Resilience Redesigned: The MarketPlace Way - 1

October 06, 2020
Resilience Redesigned: The MarketPlace Way - 1

Life was never exactly easy in the narrow lanes of the Santacruz, Mumbai slum. The coronavirus and lockdown restrictions have made everything even more complicated. Yet we are hearing inspiring stories from the staff in Mumbai about the neighborhood children and the artisans. Refusing to be discouraged, they are finding ways to not only cope, but triumph.


By Shruti Wamborikar - Community Project Manager, EFL

When Arpit Tiwari's school started to provide online lectures for his 10th Standard class, he had a big problem. He had to share the family's only smartphone (and its sketchy network connection) with his parents and two siblings. With his siblings also needing to access their study materials on the phone, there was no way Arpit could monopolize the small screen for these 3-4-hour lectures.

For the past 2 years Arpit has participated in MarketPlace's Education for Life community outreach programs, which are now closed. He contacted a team member to see if the center would be opening so he could access the computer there. The staff was happy to be able to accommodate this one bright, resourceful and hardworking student. Now, 6 days a week, an intern opens the door for Arpit and stays until he is done, all while ensuring safety protocols.


By Ardra Desae - Community Social Worker, EFL

India's strict nationwide lockdown put a stop to all sorts of celebrations... including Janhavi's 9th birthday party. Janhavi, an Education for Life participant, knew she would spend the day as she had all the others: at her tiny home in Santacruz slum with her parents, elder sister and 2 brothers.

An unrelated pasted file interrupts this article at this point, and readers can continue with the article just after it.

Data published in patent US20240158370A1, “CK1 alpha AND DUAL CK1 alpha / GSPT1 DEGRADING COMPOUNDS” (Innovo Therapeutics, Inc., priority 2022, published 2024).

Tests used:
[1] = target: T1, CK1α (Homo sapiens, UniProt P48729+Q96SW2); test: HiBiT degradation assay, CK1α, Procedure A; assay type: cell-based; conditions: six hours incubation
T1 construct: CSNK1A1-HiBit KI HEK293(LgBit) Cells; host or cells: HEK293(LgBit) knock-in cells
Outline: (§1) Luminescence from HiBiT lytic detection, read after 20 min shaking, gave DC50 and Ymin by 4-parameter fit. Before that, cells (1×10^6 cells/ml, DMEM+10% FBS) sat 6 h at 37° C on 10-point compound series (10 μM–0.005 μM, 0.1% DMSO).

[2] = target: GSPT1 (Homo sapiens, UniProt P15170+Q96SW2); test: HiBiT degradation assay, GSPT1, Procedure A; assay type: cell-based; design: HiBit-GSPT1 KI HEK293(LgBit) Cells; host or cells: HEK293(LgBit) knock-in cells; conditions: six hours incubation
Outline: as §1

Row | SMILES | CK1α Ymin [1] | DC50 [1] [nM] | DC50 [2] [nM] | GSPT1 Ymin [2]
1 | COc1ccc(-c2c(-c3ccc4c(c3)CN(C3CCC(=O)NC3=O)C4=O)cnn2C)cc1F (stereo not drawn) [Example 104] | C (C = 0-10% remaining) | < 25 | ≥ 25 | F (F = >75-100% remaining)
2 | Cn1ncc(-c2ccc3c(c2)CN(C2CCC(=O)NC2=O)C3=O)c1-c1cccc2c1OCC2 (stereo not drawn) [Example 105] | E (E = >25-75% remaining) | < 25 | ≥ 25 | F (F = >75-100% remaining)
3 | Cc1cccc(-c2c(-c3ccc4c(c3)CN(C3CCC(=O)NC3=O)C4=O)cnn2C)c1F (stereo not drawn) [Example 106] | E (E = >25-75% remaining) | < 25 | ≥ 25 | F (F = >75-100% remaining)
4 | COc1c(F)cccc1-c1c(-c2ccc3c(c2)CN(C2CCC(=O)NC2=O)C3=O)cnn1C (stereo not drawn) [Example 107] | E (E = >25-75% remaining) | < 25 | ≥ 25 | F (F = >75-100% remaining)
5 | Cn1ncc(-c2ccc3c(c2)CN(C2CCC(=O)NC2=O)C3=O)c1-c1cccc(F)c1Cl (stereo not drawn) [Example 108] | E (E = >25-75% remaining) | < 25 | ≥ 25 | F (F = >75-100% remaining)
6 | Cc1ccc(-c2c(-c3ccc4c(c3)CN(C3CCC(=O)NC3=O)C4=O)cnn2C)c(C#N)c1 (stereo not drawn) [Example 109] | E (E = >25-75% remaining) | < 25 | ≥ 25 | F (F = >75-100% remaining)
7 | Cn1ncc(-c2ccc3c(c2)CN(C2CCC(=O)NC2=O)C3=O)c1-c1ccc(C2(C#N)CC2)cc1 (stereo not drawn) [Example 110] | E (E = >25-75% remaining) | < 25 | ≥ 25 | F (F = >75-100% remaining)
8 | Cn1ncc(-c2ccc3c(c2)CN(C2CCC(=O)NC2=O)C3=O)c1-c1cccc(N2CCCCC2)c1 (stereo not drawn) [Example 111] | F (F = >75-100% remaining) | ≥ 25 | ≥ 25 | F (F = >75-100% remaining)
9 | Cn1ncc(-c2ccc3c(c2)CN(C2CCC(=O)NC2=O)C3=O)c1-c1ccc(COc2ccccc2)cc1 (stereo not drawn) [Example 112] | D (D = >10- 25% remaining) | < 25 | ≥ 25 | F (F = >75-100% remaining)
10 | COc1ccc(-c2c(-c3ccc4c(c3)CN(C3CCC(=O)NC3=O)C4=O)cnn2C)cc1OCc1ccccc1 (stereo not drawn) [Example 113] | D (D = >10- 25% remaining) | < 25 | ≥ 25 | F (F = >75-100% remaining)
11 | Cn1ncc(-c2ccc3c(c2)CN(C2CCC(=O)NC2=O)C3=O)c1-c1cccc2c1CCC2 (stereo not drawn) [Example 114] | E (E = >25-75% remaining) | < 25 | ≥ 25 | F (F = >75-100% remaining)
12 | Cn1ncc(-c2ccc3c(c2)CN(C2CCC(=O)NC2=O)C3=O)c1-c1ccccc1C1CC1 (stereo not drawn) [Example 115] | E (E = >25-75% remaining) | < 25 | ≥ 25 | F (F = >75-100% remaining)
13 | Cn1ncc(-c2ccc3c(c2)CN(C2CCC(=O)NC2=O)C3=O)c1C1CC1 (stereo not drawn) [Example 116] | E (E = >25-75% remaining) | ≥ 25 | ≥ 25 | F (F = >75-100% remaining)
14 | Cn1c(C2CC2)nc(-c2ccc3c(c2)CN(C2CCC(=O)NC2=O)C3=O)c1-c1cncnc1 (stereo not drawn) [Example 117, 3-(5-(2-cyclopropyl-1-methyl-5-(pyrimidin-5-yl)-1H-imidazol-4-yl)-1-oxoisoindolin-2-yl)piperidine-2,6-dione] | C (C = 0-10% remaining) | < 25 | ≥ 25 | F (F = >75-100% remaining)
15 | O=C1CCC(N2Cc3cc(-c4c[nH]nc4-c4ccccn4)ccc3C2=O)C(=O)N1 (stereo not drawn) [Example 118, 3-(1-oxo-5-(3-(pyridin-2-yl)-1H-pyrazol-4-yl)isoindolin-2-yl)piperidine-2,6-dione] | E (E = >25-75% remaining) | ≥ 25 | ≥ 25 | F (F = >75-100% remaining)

Her sister Gungun, however, concocted a plan. This grade 9 student watched youtube videos about cake baking. She realized she did not have all the ingredients, and could not buy them because the markets were closed. Undiscouraged and undeterred, she did more research, came up with available substitutes and invented her own original recipe. Janhavi's "lockdown birthday" turned out to be extra special, thanks to her sister's kindness and perseverance. It was also memorable because the family celebrated together. In normal times her father, an autorickshaw driver, worked long hours and could not spend much time with the children.


By Nishi Arora - Assistant Director, SHARE

Traditionally, the late summer festival Raksha Bandhan celebrates the relationship between a sister and brother. On this day a sister ties "Rakhi" around her brother's wrist. This wristband can be anything from a simple braided string to more elaborate bracelets. It is a symbol of their bond as the brother promises to protect his sister while she prays for his health and well-being.

SHARE staff created an exercise expanding this idea. They asked the artisans to think of all the people in their lives who protect them, and all the people they feel protective about. The women decided to make Rakhis to symbolize these relationships. In keeping with their ongoing interest in conserving the environment, they elected to used chindi, leftover fabric scraps. Given the current situation, in addition to Rakhis they also made and exchanged special masks -the best protection against Covid-19.

The Rakhis were so admired about the neighborhood that Vasanti from Nirmaan Cooperative received an order for 100 of them!

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Tags:   What We Believe  
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